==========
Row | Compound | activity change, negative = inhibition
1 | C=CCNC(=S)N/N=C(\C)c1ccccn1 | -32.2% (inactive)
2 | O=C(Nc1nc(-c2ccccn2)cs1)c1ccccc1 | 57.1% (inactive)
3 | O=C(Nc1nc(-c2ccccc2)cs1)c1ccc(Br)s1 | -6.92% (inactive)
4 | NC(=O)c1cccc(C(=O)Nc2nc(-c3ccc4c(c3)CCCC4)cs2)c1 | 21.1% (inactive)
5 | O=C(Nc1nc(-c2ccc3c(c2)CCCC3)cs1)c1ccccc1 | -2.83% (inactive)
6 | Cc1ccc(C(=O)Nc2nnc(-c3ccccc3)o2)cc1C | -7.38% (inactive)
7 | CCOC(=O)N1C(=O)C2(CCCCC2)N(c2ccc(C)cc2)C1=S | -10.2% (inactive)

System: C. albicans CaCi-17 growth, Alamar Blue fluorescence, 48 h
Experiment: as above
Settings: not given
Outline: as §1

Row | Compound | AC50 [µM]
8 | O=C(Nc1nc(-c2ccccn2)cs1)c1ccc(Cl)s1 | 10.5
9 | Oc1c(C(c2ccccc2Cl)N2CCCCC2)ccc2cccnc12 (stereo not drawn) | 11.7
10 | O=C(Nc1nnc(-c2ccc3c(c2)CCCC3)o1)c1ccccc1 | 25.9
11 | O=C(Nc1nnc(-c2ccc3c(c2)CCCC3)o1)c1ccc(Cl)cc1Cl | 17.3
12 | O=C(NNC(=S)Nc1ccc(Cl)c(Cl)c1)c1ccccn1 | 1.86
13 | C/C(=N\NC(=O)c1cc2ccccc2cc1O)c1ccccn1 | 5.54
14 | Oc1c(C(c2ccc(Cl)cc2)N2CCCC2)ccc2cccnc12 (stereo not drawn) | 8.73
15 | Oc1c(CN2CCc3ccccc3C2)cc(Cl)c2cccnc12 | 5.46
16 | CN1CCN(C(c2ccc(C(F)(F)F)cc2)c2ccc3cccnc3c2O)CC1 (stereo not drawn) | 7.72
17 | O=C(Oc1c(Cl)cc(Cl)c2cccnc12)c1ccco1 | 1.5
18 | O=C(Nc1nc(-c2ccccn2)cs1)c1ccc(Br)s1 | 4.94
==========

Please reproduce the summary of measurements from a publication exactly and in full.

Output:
Row | Compound | activity change, negative = inhibition
1 | C=CCNC(=S)N/N=C(\C)c1ccccn1 | -32.2% (inactive)
2 | O=C(Nc1nc(-c2ccccn2)cs1)c1ccccc1 | 57.1% (inactive)
3 | O=C(Nc1nc(-c2ccccc2)cs1)c1ccc(Br)s1 | -6.92% (inactive)
4 | NC(=O)c1cccc(C(=O)Nc2nc(-c3ccc4c(c3)CCCC4)cs2)c1 | 21.1% (inactive)
5 | O=C(Nc1nc(-c2ccc3c(c2)CCCC3)cs1)c1ccccc1 | -2.83% (inactive)
6 | Cc1ccc(C(=O)Nc2nnc(-c3ccccc3)o2)cc1C | -7.38% (inactive)
7 | CCOC(=O)N1C(=O)C2(CCCCC2)N(c2ccc(C)cc2)C1=S | -10.2% (inactive)

System: C. albicans CaCi-17 growth, Alamar Blue fluorescence, 48 h
Experiment: as above
Settings: not given
Outline: as §1

Row | Compound | AC50 [µM]
8 | O=C(Nc1nc(-c2ccccn2)cs1)c1ccc(Cl)s1 | 10.5
9 | Oc1c(C(c2ccccc2Cl)N2CCCCC2)ccc2cccnc12 (stereo not drawn) | 11.7
10 | O=C(Nc1nnc(-c2ccc3c(c2)CCCC3)o1)c1ccccc1 | 25.9
11 | O=C(Nc1nnc(-c2ccc3c(c2)CCCC3)o1)c1ccc(Cl)cc1Cl | 17.3
12 | O=C(NNC(=S)Nc1ccc(Cl)c(Cl)c1)c1ccccn1 | 1.86
13 | C/C(=N\NC(=O)c1cc2ccccc2cc1O)c1ccccn1 | 5.54
14 | Oc1c(C(c2ccc(Cl)cc2)N2CCCC2)ccc2cccnc12 (stereo not drawn) | 8.73
15 | Oc1c(CN2CCc3ccccc3C2)cc(Cl)c2cccnc12 | 5.46
16 | CN1CCN(C(c2ccc(C(F)(F)F)cc2)c2ccc3cccnc3c2O)CC1 (stereo not drawn) | 7.72
17 | O=C(Oc1c(Cl)cc(Cl)c2cccnc12)c1ccco1 | 1.5
18 | O=C(Nc1nc(-c2ccccn2)cs1)c1ccc(Br)s1 | 4.94